Purdue was forced to play numerous freshmen last season, including Ronnie Johnson at point guard. Johnson's freshman season was hit or miss and Ronnie definitely had some issues with consistency. However, Johnson now has a full season as a starting point guard under his belt and will look to utilize his experience to cut back on the unnecessary turnovers and immature decision making. If Johnson simply slows it down a bit and stops rushing to the rim at breakneck speed he very likely could considerably improve his turnover rate and run a more fluid offense. Looking back at the 2012-13 season and a lot of the mistakes made by Ronnie stem from poor decision making, something that should improve with experience.

The team will also be looking for A.J. Hammons to break out in his sophomore season. Seemingly everyone that follows the Boilermakers has acknowledged the skills and potential Hammons has, realizing he's capable of being the conference's best player. The problem last year was Hammons routinely came off like he could care less about what he was doing or his team in general. If Hammons grows as a player and puts in the effort the sky will be the limit for the big man. One has to wonder if all the talk about him being a first rounder possibly in 2014 will finally create the incentive for Hammons to put it together. Look no further than his first game versus Indiana to see what Hammons can do. Hopefully the seven footer will mature enough in his sophomore season and piece it all together.

While Ronnie Johnson and A.J. Hammons will be the main sophomores to watch heading into the season, Purdue will also benefit from Rapheal Davis, Donnie Hale and Jay Simpson all playing last season. While Simpson ended up redshirting, Painter's decision to have him play as many games possible before redshirting will likely pay dividends. The redshirt freshman has had some conditioning issues but Painter has been consistent in promoting the skill set Simpson brings to the table. At 6'9 Simpson would also allow Purdue to play bigger as they could run a more traditional set with Hammons at the 5 and Simpson at the 4. While Simpson ended up redshirting last season, his playing time in 10 games allowed him to at least get his feet wet and add some experience, including playing time versus three teams that made it to the NCAA tourney.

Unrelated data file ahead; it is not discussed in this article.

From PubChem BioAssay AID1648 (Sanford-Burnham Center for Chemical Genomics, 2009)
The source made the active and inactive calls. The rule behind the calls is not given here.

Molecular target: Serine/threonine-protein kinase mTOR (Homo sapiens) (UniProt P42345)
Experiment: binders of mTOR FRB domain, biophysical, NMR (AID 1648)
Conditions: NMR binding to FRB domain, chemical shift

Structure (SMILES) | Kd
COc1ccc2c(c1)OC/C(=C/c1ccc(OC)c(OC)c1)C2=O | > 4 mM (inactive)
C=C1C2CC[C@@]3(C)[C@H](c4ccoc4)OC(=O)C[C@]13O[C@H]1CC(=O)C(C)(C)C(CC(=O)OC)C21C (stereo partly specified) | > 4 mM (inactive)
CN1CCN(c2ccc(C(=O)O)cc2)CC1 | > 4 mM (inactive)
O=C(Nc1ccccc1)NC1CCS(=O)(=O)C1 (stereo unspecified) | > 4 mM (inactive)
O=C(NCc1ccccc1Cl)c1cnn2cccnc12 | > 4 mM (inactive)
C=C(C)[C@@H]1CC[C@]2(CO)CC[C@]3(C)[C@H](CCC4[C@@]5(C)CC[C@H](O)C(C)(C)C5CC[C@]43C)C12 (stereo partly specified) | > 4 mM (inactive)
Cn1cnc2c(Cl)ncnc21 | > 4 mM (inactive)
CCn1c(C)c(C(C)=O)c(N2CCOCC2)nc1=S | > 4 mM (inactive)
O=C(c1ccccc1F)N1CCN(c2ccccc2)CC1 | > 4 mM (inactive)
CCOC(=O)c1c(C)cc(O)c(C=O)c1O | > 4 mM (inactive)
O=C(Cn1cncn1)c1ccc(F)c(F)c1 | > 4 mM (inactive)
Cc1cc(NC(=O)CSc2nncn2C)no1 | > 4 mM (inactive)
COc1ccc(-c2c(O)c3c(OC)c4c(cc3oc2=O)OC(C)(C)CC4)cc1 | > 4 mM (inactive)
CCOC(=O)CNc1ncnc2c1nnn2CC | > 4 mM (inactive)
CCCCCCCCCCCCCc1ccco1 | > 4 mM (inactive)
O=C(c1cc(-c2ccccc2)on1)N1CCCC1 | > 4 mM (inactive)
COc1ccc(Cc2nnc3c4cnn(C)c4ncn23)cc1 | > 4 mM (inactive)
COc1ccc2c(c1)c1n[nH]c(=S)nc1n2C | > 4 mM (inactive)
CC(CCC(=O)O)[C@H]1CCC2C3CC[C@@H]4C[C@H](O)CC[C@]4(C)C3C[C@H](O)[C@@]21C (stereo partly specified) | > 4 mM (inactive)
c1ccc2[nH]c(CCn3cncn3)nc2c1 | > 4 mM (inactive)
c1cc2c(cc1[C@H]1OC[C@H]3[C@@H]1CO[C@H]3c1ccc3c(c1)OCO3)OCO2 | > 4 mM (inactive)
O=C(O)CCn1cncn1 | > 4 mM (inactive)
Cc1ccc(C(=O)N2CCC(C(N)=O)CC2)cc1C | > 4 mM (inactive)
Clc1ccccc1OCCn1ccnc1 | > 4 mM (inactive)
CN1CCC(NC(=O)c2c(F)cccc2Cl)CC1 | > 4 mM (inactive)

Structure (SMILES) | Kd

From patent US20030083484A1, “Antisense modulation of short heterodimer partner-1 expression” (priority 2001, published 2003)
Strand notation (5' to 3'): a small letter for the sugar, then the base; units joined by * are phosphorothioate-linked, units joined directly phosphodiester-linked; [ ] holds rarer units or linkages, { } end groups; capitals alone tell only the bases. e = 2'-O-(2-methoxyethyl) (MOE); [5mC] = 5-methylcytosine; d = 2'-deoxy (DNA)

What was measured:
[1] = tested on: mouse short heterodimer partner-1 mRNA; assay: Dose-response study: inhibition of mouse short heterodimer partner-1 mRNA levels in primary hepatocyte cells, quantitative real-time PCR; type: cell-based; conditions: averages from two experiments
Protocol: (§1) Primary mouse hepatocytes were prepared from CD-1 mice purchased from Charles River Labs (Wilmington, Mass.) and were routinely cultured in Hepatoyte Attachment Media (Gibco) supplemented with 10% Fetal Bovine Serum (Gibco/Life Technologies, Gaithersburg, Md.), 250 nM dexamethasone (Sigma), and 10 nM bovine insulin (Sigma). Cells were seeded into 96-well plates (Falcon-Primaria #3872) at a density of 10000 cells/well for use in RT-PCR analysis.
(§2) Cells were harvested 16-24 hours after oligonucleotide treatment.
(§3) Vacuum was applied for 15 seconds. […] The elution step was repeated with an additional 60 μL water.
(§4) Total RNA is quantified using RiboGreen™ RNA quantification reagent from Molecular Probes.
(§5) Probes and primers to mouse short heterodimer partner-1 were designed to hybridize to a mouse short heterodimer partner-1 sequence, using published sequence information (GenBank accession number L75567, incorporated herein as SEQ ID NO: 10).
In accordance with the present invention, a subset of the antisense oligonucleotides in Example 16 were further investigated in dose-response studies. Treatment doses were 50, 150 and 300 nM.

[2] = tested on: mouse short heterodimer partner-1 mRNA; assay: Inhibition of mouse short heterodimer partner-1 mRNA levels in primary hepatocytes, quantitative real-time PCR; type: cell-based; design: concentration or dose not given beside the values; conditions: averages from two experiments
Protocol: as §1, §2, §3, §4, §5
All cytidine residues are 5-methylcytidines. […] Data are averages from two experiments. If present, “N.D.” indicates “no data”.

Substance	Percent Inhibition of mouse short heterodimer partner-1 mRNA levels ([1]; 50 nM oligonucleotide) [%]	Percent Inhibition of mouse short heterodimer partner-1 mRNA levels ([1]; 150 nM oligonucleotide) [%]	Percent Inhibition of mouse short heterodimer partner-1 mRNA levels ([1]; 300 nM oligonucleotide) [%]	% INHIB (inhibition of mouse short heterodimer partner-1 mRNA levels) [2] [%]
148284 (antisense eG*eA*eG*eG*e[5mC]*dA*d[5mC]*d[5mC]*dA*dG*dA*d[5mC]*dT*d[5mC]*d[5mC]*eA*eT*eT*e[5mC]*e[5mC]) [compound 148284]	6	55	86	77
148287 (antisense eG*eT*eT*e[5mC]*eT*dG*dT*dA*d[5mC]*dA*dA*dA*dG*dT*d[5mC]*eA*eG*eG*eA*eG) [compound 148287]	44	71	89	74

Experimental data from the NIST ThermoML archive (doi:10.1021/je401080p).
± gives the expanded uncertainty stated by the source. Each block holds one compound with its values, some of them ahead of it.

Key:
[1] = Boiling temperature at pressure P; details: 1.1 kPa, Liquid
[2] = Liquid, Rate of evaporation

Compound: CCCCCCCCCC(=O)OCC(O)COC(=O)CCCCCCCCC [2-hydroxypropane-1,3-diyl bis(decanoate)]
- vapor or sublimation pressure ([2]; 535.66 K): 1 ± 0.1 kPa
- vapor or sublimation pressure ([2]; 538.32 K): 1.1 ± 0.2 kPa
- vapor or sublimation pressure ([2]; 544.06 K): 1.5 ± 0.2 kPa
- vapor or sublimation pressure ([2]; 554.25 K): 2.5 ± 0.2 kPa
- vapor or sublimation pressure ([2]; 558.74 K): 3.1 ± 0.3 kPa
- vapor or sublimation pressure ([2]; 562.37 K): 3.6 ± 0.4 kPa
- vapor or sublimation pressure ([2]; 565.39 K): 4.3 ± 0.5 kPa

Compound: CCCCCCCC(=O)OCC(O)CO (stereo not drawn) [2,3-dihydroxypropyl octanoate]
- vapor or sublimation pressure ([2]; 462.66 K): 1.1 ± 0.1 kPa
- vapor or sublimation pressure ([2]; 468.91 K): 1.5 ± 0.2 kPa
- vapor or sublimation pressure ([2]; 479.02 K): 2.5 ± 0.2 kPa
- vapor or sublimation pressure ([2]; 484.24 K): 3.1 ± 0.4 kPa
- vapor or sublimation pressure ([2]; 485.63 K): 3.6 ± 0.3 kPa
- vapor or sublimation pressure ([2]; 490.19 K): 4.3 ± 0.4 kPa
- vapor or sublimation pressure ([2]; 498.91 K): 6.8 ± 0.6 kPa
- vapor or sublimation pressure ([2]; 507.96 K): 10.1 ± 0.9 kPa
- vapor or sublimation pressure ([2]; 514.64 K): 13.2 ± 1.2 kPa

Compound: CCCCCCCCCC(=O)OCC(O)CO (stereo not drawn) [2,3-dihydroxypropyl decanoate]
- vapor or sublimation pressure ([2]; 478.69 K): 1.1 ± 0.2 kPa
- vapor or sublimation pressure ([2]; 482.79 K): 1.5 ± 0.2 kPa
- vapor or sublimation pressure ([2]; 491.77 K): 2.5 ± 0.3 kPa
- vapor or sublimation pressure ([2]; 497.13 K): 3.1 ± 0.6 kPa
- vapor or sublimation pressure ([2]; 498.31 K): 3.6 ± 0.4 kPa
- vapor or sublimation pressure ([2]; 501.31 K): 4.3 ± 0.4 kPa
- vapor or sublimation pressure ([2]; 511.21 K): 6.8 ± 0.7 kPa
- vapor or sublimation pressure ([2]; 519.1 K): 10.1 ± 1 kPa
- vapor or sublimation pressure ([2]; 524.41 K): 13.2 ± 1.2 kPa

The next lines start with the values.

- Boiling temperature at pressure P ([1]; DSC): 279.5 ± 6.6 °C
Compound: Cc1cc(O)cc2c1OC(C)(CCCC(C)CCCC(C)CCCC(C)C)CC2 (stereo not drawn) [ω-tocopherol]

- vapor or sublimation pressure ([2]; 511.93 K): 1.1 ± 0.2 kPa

Improved Outside Shooting

One of Purdue's biggest issues last season was their offense and their inability to score points consistently. Even more troubling was the teams struggle shooting outside or basically anywhere away from the rim. Purdue has been a defensively minded team under Painter and while their defensive performance wasn't perfect in 2012-13, it was light years ahead of the offensive output.



42.6% 32.0% 65.3% 0.966 40.5% 32.6% 0.959
Ranking 210 257 293 213 57 104 106

So basically the defense was still passable and just needed a little bit of offense to get by. Unfortunately for Purdue it didn't happen as the team finished outside of the top 200 for field goal percentage, three pointers, free throws and points per possession. The overall result was very troubling and something in dire need of improvement heading into the season. So when Purdue saw several players transfer out after the season, Painter focused on the offensive side of the ball and brought in two fifth year seniors that have shown the ability to hit from beyond the arc. While playing time will have to be earned for Sterling Carter and Errick Peck, both seniors have a career three point percentage north of 35%, which is higher than all of the returning players for the Boilermakers.

Besides the addition of Carter and Peck, the Boilermakers will hope that Terone and Ronnie's time spent in the gym during the summer will translate to improved shooting. Terone made some strides throughout last season and a similar progression would go a very long way for the Boilermakers. The team's offense will also look to benefit from the sophomore jump from several players and the addition of Stephens and Scott.

If Purdue can improve their outside shooting it will go a very long way. Guard wise, if both of the Johnsons can continue to develop their outside presence it will only make it easier for both of them to drive to the rim. Also, an outside presence would help open it up down low, which would be beneficial for sophomore center A. J. Hammons. Purdue's offense has been going through the motions as of late, but it finally feels like the talent is there to start making improvements and for the Boilermakers to start scoring the ball without as much difficultly as they had last season.